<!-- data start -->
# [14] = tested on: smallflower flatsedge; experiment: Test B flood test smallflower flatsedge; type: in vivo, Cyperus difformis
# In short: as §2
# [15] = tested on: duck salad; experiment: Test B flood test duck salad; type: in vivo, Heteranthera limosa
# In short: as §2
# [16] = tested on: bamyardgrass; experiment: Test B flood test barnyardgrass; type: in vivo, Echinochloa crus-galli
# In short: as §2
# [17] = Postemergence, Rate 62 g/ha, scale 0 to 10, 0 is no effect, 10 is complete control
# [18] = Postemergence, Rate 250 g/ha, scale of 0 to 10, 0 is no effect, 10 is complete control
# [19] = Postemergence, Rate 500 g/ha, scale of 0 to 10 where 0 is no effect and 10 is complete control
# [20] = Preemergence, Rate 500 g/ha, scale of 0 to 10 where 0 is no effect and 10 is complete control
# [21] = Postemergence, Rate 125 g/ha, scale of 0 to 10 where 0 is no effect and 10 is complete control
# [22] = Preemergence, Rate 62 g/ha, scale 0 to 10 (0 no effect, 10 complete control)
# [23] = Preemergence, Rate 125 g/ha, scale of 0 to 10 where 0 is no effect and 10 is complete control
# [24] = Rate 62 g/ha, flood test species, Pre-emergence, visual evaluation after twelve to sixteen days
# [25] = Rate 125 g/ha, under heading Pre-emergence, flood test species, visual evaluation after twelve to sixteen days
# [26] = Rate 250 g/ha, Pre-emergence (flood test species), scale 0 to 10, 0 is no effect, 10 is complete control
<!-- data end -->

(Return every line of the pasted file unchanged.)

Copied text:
# [14] = tested on: smallflower flatsedge; experiment: Test B flood test smallflower flatsedge; type: in vivo, Cyperus difformis
# In short: as §2
# [15] = tested on: duck salad; experiment: Test B flood test duck salad; type: in vivo, Heteranthera limosa
# In short: as §2
# [16] = tested on: bamyardgrass; experiment: Test B flood test barnyardgrass; type: in vivo, Echinochloa crus-galli
# In short: as §2
# [17] = Postemergence, Rate 62 g/ha, scale 0 to 10, 0 is no effect, 10 is complete control
# [18] = Postemergence, Rate 250 g/ha, scale of 0 to 10, 0 is no effect, 10 is complete control
# [19] = Postemergence, Rate 500 g/ha, scale of 0 to 10 where 0 is no effect and 10 is complete control
# [20] = Preemergence, Rate 500 g/ha, scale of 0 to 10 where 0 is no effect and 10 is complete control
# [21] = Postemergence, Rate 125 g/ha, scale of 0 to 10 where 0 is no effect and 10 is complete control
# [22] = Preemergence, Rate 62 g/ha, scale 0 to 10 (0 no effect, 10 complete control)
# [23] = Preemergence, Rate 125 g/ha, scale of 0 to 10 where 0 is no effect and 10 is complete control
# [24] = Rate 62 g/ha, flood test species, Pre-emergence, visual evaluation after twelve to sixteen days
# [25] = Rate 125 g/ha, under heading Pre-emergence, flood test species, visual evaluation after twelve to sixteen days
# [26] = Rate 250 g/ha, Pre-emergence (flood test species), scale 0 to 10, 0 is no effect, 10 is complete control